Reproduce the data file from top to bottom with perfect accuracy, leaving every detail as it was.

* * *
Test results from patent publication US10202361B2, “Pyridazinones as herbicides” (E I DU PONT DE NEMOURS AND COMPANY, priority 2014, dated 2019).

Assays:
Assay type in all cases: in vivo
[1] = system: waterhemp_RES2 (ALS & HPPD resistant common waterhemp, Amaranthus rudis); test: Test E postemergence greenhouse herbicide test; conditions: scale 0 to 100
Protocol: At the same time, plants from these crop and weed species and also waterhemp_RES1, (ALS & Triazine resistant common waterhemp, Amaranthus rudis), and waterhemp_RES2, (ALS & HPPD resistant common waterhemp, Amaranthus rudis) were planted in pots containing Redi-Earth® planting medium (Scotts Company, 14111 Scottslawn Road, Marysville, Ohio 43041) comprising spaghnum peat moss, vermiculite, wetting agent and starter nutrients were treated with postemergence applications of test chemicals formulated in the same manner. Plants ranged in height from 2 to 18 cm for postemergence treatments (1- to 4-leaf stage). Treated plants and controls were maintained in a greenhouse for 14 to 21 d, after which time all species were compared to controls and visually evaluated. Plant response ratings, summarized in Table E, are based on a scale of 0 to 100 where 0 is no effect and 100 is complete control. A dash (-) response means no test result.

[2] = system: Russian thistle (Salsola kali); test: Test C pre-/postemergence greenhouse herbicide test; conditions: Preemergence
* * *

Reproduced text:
Test results from patent publication US10202361B2, “Pyridazinones as herbicides” (E I DU PONT DE NEMOURS AND COMPANY, priority 2014, dated 2019).

Assays:
Assay type in all cases: in vivo
[1] = system: waterhemp_RES2 (ALS & HPPD resistant common waterhemp, Amaranthus rudis); test: Test E postemergence greenhouse herbicide test; conditions: scale 0 to 100
Protocol: At the same time, plants from these crop and weed species and also waterhemp_RES1, (ALS & Triazine resistant common waterhemp, Amaranthus rudis), and waterhemp_RES2, (ALS & HPPD resistant common waterhemp, Amaranthus rudis) were planted in pots containing Redi-Earth® planting medium (Scotts Company, 14111 Scottslawn Road, Marysville, Ohio 43041) comprising spaghnum peat moss, vermiculite, wetting agent and starter nutrients were treated with postemergence applications of test chemicals formulated in the same manner. Plants ranged in height from 2 to 18 cm for postemergence treatments (1- to 4-leaf stage). Treated plants and controls were maintained in a greenhouse for 14 to 21 d, after which time all species were compared to controls and visually evaluated. Plant response ratings, summarized in Table E, are based on a scale of 0 to 100 where 0 is no effect and 100 is complete control. A dash (-) response means no test result.

[2] = system: Russian thistle (Salsola kali); test: Test C pre-/postemergence greenhouse herbicide test; conditions: Preemergence